Originally describing language use and class position, vulgarity became, over the course of the nineteenth century, a word with wider social implications. Variously associated with behavior, the possession of wealth, different races, sexuality and gender, the objects displayed in homes, and ways of thinking and feeling, vulgarity suggested matters of style, taste, and comportment. This collection examines the diverse ramifications of vulgarity in the four areas where it was most discussed in the nineteenth century: language use, changing social spaces, the emerging middle classes, and visual art. Exploring the dynamics of the term as revealed in dictionaries and grammars; Mayhew's London Labour and the London Poor; fiction by Dickens, Eliot, Gissing, and Trollope; essays, journalism, art, and art reviews, the contributors bring their formidable analytical skills to bear on this enticing and divisive concept. Taken together, these essays urge readers to consider the implications of vulgarity's troubled history for today's writers, critics, and artists.
Table of Contents
Contents: Introduction: varieties of vulgarity, Elsie B. Mitchie and Susan David Bernstein; Part I Vulgar Words: The vulgarity of elegance: social mobility, middle-class diction, and the Victorian novel, Beth Newman; Wulgarity and witality: on making a spectacle of oneself in Pickwick, James Buzard; Rudeness, slang, and obscenity: working-class politics in London Labour and The London Poor, Ellen Bayuk Rosenman. Part II Common Places: Vulgar Christianity, Elsie B. Michie; Breeding, education, and vulgarity: George Gissing and the lower-middle classes, Rosemary Jann; Too common readers at the British Museum, Susan David Bernstein; 'A religion of pots and pans': Jewish materialism and spiritual materiality in Israel Zangwill's Children of the Ghetto, Meri-Jane Rochelson. Part III Vulgar Middles: Gross vulgarity and the domestic ideal: Anthony Trollope's The Small House at Allington, Carolyn Dever; 'It went through and through me like an electric shock': celebrating vulgar female desire and the realist novel in Trollope's Ayala's Angel, Deborah Denenholz Morse; Vulgarity, stupidity, and worldliness in Middlemarch, Joseph Litvak. Part IV Visual Vulgarity: Poison books and moving pictures: vulgarity in The Picture of Dorian Gray, Ronald R. Thomas; James Tissot's 'coloured photographs of vulgar society', Nancy Rose Marshall; Vulgar India from nabobs to nationalism: imperial reversals and the mediation of art, Julie F. Codell; Afterword: how Victorian was vulgarity?, John Kucich; Index.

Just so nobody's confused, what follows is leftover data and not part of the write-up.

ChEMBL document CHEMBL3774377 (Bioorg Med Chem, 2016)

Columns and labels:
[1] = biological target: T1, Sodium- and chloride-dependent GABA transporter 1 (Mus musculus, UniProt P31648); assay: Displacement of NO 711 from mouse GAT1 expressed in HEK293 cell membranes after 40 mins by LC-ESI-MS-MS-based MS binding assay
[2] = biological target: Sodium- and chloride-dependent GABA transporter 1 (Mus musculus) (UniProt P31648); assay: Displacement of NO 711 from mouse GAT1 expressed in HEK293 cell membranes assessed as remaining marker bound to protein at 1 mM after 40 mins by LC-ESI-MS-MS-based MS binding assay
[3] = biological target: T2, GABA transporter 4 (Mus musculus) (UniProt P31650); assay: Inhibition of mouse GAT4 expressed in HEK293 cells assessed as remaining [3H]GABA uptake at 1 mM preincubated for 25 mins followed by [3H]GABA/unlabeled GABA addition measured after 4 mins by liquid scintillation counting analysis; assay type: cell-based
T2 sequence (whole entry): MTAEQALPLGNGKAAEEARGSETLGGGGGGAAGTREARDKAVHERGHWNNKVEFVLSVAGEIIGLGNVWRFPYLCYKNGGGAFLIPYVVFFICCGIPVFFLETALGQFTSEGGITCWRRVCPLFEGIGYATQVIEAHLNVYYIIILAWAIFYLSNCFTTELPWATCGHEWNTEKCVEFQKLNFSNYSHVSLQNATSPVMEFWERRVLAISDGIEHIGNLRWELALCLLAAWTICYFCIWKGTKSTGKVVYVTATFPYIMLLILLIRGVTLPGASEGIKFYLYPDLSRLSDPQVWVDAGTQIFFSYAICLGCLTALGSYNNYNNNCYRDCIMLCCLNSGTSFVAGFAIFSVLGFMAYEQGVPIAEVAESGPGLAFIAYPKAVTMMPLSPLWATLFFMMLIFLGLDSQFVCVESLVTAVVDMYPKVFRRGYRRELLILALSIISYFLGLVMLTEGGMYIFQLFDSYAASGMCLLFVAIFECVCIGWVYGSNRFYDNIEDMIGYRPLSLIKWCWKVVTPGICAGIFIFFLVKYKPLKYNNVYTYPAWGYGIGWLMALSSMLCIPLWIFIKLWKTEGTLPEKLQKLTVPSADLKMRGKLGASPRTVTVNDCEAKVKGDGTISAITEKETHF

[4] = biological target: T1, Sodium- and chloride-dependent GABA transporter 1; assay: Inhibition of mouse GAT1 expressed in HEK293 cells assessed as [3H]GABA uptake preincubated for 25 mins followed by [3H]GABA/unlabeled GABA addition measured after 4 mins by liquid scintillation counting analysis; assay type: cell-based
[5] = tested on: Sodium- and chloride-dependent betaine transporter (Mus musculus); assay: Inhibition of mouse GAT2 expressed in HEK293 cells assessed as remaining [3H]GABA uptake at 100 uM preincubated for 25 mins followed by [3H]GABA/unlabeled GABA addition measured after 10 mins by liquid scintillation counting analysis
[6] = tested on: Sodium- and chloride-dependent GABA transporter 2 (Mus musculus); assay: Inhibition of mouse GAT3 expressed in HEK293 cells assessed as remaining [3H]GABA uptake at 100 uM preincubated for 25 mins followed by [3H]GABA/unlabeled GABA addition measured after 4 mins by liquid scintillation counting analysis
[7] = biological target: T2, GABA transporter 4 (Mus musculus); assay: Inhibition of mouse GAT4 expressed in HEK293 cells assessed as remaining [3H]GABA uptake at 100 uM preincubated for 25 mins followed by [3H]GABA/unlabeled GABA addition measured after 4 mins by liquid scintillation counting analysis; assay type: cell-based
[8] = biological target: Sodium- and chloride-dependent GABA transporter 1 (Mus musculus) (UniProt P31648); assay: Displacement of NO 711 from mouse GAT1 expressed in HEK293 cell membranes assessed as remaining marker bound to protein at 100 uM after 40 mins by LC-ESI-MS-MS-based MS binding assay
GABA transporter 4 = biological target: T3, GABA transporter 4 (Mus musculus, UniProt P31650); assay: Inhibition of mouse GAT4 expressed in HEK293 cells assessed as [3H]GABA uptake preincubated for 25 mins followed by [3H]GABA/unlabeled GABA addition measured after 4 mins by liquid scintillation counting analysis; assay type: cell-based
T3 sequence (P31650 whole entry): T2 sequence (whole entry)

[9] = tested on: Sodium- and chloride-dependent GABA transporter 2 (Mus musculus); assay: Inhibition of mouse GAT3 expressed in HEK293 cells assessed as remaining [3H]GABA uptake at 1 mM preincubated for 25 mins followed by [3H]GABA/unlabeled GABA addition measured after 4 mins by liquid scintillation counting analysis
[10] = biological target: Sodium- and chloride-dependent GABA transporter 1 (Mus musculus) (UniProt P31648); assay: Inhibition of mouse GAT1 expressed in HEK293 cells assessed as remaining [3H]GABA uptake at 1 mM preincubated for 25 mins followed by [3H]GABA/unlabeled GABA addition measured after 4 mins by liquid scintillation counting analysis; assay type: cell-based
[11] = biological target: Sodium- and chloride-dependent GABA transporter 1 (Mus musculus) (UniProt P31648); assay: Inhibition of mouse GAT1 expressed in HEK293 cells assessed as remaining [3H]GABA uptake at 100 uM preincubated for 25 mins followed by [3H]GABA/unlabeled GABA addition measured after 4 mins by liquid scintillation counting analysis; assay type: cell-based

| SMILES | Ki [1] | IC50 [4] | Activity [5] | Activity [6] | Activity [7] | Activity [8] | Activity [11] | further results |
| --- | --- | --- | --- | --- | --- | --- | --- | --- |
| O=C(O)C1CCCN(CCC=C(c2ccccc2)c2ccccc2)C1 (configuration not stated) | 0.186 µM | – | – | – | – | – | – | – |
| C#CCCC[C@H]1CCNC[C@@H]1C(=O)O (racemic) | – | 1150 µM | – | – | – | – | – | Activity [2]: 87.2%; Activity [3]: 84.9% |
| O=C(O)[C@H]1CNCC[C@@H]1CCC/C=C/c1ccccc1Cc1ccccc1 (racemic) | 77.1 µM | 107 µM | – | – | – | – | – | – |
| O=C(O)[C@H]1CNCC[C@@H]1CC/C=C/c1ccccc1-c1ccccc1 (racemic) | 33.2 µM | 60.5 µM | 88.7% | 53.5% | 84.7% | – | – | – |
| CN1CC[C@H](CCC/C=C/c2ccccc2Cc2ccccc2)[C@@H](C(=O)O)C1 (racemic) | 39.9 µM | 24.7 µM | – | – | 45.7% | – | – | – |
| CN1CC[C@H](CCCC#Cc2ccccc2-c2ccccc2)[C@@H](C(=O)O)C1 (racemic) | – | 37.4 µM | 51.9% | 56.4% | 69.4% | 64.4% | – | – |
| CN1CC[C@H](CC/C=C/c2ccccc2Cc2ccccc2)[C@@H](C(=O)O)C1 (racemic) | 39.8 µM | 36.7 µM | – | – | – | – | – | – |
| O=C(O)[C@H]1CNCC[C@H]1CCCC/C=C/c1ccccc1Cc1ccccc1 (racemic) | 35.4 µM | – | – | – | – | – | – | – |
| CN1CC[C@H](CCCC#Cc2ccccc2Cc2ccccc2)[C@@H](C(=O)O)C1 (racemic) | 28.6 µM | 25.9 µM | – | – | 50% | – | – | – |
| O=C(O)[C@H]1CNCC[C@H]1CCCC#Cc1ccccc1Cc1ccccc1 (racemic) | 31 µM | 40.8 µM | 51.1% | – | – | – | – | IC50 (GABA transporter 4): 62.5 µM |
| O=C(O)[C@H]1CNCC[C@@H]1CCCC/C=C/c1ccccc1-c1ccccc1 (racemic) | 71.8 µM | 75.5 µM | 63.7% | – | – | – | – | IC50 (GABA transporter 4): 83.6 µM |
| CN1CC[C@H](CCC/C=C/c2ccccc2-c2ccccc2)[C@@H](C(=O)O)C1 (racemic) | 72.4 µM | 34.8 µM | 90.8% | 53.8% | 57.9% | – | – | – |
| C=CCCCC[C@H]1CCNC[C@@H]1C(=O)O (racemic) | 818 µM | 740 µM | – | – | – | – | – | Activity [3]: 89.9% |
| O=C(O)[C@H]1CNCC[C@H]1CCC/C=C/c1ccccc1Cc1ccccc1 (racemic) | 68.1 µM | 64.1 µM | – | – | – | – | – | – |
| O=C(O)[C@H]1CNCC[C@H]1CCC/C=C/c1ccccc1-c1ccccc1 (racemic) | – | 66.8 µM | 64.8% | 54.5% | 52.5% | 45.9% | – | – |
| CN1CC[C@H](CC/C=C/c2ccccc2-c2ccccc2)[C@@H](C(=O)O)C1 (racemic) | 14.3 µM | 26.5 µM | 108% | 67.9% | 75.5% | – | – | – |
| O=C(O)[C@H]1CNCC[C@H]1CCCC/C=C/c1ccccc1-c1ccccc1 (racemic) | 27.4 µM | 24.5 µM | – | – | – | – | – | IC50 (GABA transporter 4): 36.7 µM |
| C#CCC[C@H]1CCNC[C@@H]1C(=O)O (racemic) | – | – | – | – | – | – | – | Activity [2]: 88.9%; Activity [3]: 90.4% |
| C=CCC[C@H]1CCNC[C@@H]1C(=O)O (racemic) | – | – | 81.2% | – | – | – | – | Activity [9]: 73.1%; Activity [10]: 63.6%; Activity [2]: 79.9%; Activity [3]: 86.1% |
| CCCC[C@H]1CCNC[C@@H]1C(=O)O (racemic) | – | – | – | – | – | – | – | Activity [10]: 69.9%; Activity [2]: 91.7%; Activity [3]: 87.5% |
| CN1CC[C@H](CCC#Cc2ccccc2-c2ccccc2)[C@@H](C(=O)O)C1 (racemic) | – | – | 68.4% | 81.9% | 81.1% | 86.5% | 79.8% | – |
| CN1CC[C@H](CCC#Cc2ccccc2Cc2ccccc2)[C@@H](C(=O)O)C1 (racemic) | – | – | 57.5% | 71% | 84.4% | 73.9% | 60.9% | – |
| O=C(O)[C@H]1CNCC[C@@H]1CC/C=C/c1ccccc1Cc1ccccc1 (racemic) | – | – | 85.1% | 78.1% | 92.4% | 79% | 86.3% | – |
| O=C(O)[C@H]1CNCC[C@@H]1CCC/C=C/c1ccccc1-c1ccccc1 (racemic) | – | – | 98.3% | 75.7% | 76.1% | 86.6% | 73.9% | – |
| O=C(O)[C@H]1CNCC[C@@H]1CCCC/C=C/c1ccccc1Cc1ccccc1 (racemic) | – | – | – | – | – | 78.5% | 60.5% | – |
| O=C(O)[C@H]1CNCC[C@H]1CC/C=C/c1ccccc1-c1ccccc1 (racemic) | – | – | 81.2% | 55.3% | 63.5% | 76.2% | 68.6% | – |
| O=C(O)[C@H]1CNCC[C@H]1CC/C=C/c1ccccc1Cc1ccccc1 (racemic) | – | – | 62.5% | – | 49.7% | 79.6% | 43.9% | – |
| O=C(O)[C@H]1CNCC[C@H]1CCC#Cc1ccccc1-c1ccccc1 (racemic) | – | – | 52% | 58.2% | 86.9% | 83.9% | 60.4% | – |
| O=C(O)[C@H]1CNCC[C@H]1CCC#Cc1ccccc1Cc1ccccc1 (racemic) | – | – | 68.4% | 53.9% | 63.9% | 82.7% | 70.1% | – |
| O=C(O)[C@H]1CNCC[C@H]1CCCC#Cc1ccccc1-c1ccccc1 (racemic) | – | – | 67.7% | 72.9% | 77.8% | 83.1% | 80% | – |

Susan David Bernstein is Professor of English at the University of Wisconsin, Madison. Elsie B. Mitchie is Associate Professor of English at Louisiana State University, USA.
'Viva Vulgarity! And especially Victorian Vulgarity, which the editors and contributors clearly show is vulgarity of a most superior kind! This book, with its wide-ranging and eminently readable essays, does an excellent job of showing the centrality - and elusiveness - of definitions of the vulgar to Victorians' understandings of themselves and their culture. This book will be of significant use in the classroom and the scholar's library alike.' Pamela K. Gilbert, University of Florida, USA
’... all the work in the collection is first-rate. ...Bernstein and Michie did a fine job bringing these essays together and providing them with a thoughtful and polemical frame; the result is an important and wonderfully readable contribution to Victorian cultural studies.’ Victorian Studies
'... [Victorian Vulgarity] convincingly shows that the discussion of vulgarity in the nineteenth century is a crucial one even if its main term can be found almost anywhere. The editors are to be commended for assembling an impressive group of essays on an important topic.' Journal of Pre-Raphaelite Studies
'...the collection's achievement perhaps lies in the fact that readers will likely find these essays to be as useful for their separate commentaries on nineteenth-century subjects as they are for identifying and recasting this particular, if pervasive, consciousness within the Victorians' self-image.' Dickens Quarterly